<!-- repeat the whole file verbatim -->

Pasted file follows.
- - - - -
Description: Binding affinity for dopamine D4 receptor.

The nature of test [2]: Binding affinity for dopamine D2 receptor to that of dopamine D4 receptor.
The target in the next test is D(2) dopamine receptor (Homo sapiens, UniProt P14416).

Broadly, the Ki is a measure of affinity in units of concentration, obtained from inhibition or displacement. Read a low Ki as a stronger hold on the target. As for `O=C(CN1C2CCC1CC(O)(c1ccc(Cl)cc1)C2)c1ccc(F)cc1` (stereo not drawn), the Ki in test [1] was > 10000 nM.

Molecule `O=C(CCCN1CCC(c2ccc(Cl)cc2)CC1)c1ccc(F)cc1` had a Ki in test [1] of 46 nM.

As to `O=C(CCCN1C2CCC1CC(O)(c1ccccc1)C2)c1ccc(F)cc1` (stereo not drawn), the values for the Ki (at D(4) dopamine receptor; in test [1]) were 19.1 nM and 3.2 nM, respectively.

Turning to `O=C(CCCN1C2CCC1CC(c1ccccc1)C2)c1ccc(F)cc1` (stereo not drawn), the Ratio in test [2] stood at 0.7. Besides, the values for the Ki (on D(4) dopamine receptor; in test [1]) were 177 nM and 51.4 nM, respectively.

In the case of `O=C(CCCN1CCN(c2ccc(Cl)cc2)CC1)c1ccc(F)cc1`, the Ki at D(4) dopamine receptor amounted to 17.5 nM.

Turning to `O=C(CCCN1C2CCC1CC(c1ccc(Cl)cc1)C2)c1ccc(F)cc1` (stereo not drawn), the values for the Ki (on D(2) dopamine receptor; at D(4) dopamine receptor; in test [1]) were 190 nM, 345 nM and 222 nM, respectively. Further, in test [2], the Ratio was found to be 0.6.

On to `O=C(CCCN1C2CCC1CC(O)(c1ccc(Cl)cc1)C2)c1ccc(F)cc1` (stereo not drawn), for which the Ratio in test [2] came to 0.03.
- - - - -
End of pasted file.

Description: Binding affinity for dopamine D4 receptor.

The nature of test [2]: Binding affinity for dopamine D2 receptor to that of dopamine D4 receptor.
The target in the next test is D(2) dopamine receptor (Homo sapiens, UniProt P14416).

Broadly, the Ki is a measure of affinity in units of concentration, obtained from inhibition or displacement. Read a low Ki as a stronger hold on the target. As for `O=C(CN1C2CCC1CC(O)(c1ccc(Cl)cc1)C2)c1ccc(F)cc1` (stereo not drawn), the Ki in test [1] was > 10000 nM.

Molecule `O=C(CCCN1CCC(c2ccc(Cl)cc2)CC1)c1ccc(F)cc1` had a Ki in test [1] of 46 nM.

As to `O=C(CCCN1C2CCC1CC(O)(c1ccccc1)C2)c1ccc(F)cc1` (stereo not drawn), the values for the Ki (at D(4) dopamine receptor; in test [1]) were 19.1 nM and 3.2 nM, respectively.

Turning to `O=C(CCCN1C2CCC1CC(c1ccccc1)C2)c1ccc(F)cc1` (stereo not drawn), the Ratio in test [2] stood at 0.7. Besides, the values for the Ki (on D(4) dopamine receptor; in test [1]) were 177 nM and 51.4 nM, respectively.

In the case of `O=C(CCCN1CCN(c2ccc(Cl)cc2)CC1)c1ccc(F)cc1`, the Ki at D(4) dopamine receptor amounted to 17.5 nM.

Turning to `O=C(CCCN1C2CCC1CC(c1ccc(Cl)cc1)C2)c1ccc(F)cc1` (stereo not drawn), the values for the Ki (on D(2) dopamine receptor; at D(4) dopamine receptor; in test [1]) were 190 nM, 345 nM and 222 nM, respectively. Further, in test [2], the Ratio was found to be 0.6.

On to `O=C(CCCN1C2CCC1CC(O)(c1ccc(Cl)cc1)C2)c1ccc(F)cc1` (stereo not drawn), for which the Ratio in test [2] came to 0.03.